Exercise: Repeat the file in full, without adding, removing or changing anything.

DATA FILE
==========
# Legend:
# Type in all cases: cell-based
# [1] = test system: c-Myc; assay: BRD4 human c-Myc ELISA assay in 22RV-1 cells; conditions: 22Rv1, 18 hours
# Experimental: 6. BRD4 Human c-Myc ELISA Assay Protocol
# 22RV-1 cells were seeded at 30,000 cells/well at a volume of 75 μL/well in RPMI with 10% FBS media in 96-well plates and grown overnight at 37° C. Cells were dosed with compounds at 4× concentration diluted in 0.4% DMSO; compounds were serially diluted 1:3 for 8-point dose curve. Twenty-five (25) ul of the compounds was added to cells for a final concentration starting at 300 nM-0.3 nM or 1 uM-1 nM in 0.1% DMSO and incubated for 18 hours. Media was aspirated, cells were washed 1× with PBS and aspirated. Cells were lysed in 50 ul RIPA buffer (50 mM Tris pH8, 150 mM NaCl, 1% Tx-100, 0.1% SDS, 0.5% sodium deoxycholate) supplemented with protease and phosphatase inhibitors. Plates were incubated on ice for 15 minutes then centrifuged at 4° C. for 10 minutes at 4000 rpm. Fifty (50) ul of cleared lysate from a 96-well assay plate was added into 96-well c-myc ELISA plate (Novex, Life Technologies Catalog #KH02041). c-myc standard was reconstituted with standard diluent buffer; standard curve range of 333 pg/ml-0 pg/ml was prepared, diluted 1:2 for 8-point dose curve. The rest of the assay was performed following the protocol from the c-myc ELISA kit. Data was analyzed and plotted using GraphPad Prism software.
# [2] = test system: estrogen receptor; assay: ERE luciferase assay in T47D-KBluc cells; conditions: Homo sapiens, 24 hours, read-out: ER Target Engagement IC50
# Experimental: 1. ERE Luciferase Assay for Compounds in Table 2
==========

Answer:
# Legend:
# Type in all cases: cell-based
# [1] = test system: c-Myc; assay: BRD4 human c-Myc ELISA assay in 22RV-1 cells; conditions: 22Rv1, 18 hours
# Experimental: 6. BRD4 Human c-Myc ELISA Assay Protocol
# 22RV-1 cells were seeded at 30,000 cells/well at a volume of 75 μL/well in RPMI with 10% FBS media in 96-well plates and grown overnight at 37° C. Cells were dosed with compounds at 4× concentration diluted in 0.4% DMSO; compounds were serially diluted 1:3 for 8-point dose curve. Twenty-five (25) ul of the compounds was added to cells for a final concentration starting at 300 nM-0.3 nM or 1 uM-1 nM in 0.1% DMSO and incubated for 18 hours. Media was aspirated, cells were washed 1× with PBS and aspirated. Cells were lysed in 50 ul RIPA buffer (50 mM Tris pH8, 150 mM NaCl, 1% Tx-100, 0.1% SDS, 0.5% sodium deoxycholate) supplemented with protease and phosphatase inhibitors. Plates were incubated on ice for 15 minutes then centrifuged at 4° C. for 10 minutes at 4000 rpm. Fifty (50) ul of cleared lysate from a 96-well assay plate was added into 96-well c-myc ELISA plate (Novex, Life Technologies Catalog #KH02041). c-myc standard was reconstituted with standard diluent buffer; standard curve range of 333 pg/ml-0 pg/ml was prepared, diluted 1:2 for 8-point dose curve. The rest of the assay was performed following the protocol from the c-myc ELISA kit. Data was analyzed and plotted using GraphPad Prism software.
# [2] = test system: estrogen receptor; assay: ERE luciferase assay in T47D-KBluc cells; conditions: Homo sapiens, 24 hours, read-out: ER Target Engagement IC50
# Experimental: 1. ERE Luciferase Assay for Compounds in Table 2